The number of mortgage loan originators (MLOs) increased in each state during 2013, with California leading the way in the number of new MLO licensees. The National Mortgage Licensing System (NMLS) details the findings in their recently released 2013 Annual Mortgage Report. According to the report:

  • the California Department of Business Oversight (DBO) licensed 18,550 MLOs by year’s end, growing 25% from 2012; and
  • the California Bureau of Real Estate (CalBRE) licensed 19,296 MLOs by year’s end, growing 2% from 2012.

Nationally, the number of MLO licenses swelled by 28%. State-licensed MLOs tend to increase throughout the year and drop off at the start of each year, as MLO licenses (endorsements, in CalBRE parlance) must be renewed by year’s end.

Federally registered MLOs in California increased by 2.7% to 43,118 licensees. This is well above the nationwide average growth of 1%.

Editor’s note: While the number of individual MLO licenses rose across the nation, this report does not offer data on the number of individuals licensed or endorsed as MLOs. Multiple licenses issued don’t necessarily indicate more individuals in the game, as MLOs can hold multiple state MLO licenses.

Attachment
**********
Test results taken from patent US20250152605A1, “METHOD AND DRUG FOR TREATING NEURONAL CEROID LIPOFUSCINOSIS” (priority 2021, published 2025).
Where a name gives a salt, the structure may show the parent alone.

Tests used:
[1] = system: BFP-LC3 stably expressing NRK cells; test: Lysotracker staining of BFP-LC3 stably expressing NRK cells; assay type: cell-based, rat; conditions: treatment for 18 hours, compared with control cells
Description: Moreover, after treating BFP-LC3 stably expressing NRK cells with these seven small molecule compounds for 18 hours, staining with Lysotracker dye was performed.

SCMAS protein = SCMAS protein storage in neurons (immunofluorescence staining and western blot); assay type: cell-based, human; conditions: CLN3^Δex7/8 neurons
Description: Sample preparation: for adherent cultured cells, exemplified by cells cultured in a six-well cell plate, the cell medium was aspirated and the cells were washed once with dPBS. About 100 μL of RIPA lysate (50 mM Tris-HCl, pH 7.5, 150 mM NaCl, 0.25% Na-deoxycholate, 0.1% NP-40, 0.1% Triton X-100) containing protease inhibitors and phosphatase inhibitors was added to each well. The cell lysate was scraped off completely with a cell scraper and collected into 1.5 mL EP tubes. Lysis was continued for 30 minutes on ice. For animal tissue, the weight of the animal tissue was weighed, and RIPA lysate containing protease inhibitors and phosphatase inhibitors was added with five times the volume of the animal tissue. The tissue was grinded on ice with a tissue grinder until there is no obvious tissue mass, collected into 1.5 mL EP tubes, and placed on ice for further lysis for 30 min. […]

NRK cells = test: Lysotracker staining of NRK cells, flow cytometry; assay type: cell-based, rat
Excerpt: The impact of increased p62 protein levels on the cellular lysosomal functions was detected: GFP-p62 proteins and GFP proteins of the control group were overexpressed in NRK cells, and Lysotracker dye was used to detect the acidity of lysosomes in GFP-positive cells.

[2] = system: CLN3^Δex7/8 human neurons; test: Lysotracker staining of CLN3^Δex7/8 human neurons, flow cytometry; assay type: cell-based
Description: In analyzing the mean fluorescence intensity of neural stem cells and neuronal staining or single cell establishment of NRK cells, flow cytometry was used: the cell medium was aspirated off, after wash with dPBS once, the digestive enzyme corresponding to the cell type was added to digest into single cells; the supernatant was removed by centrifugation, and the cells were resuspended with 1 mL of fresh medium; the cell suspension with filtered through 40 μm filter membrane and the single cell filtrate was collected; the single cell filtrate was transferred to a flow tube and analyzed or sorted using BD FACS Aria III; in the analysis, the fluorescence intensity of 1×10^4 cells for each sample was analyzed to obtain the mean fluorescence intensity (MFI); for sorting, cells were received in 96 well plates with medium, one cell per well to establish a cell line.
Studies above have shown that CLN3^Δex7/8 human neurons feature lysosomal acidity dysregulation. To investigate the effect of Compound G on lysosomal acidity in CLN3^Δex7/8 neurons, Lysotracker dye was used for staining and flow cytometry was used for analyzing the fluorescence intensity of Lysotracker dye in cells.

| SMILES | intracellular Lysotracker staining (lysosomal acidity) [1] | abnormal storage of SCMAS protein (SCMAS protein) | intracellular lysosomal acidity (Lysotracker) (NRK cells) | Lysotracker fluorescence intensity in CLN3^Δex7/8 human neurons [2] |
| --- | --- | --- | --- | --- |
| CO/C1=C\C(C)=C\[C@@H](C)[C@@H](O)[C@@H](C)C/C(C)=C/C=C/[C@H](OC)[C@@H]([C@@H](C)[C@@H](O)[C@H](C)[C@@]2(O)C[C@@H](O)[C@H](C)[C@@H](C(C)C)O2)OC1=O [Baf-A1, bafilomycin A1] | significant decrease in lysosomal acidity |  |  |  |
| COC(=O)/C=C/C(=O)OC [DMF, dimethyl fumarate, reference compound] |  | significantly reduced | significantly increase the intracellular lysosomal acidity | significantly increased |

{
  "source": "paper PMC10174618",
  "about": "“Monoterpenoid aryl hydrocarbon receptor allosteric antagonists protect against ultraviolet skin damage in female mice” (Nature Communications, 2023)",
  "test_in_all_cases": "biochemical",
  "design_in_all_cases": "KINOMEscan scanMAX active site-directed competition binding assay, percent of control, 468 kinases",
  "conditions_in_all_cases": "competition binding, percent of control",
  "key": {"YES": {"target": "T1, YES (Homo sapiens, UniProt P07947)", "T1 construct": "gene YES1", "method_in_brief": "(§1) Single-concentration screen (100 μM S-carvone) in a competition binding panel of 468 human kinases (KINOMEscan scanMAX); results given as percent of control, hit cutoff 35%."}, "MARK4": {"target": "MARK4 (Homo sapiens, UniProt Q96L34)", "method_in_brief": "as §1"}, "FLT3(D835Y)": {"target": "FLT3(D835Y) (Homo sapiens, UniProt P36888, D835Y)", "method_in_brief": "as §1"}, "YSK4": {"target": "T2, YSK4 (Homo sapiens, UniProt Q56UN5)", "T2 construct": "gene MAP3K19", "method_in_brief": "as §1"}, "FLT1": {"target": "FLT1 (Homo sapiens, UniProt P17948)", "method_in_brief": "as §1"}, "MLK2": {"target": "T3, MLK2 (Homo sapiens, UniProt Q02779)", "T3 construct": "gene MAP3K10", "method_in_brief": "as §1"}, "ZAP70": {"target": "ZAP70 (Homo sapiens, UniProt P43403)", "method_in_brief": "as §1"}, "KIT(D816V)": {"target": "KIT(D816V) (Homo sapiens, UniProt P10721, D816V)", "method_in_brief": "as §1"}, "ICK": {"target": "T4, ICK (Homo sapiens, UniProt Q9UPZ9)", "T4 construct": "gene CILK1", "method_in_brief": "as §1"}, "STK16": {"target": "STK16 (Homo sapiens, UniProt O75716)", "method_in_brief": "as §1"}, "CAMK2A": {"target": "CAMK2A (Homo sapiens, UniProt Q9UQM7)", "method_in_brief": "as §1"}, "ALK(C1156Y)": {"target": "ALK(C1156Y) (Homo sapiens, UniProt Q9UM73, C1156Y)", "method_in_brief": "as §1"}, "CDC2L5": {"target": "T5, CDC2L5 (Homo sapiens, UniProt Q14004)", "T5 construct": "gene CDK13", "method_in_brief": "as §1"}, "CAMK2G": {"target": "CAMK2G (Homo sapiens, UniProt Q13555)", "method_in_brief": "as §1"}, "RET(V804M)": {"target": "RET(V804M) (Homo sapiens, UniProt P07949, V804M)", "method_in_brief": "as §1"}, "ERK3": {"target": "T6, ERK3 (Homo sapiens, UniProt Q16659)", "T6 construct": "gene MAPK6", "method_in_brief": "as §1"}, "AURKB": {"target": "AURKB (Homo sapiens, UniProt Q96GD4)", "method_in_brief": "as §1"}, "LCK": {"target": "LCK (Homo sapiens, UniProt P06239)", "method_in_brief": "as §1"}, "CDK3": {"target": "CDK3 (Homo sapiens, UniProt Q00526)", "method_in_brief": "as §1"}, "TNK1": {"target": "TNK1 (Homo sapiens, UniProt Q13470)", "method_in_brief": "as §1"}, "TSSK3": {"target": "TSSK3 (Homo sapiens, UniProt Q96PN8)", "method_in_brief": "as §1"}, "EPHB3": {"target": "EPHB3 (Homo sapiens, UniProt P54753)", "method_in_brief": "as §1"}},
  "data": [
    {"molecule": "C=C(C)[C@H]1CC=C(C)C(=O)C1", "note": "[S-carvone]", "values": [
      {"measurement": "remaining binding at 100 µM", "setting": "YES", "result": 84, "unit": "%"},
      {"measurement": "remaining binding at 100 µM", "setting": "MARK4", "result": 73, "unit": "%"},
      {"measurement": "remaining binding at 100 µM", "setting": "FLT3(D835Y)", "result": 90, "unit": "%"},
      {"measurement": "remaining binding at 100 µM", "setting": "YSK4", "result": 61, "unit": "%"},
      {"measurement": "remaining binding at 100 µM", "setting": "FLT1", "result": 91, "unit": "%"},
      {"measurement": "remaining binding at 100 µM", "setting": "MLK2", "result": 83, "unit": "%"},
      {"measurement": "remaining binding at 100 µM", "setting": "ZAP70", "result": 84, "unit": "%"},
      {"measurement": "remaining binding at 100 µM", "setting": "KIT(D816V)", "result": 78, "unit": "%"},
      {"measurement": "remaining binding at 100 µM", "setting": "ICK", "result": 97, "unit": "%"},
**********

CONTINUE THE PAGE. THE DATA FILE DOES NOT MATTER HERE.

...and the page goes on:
Both the number and total dollar amount of loans originated shrunk across the nation during 2013. This is due primarily to a sharp decline in refinancing, corresponding with the jump in mortgage rates mid-2013. Still, refinances continued to make up the bulk of transactions in 2013. This trend is not expected to continue in 2014. Further, the share of home purchases will rise with the decline in cash purchases experienced thus far in 2014.


Home purchaseRefinancingHome improvement
Loan amount$76,501,673,557$140,343,811,919$2,980,881,906
Loan count


An average of 23 loans were originated per licensed MLO in California during 2013. This is the second highest in the nation, right behind 24 loans per MLO in Texas.

2014’s MLO report is likely to show more modest growth in the number of MLOs. This is due to the double obstacle of stubbornly high:

  • mortgage rates, which discourage both refinancing and home purchases; and
  • home prices, a major deterrent to homebuyers.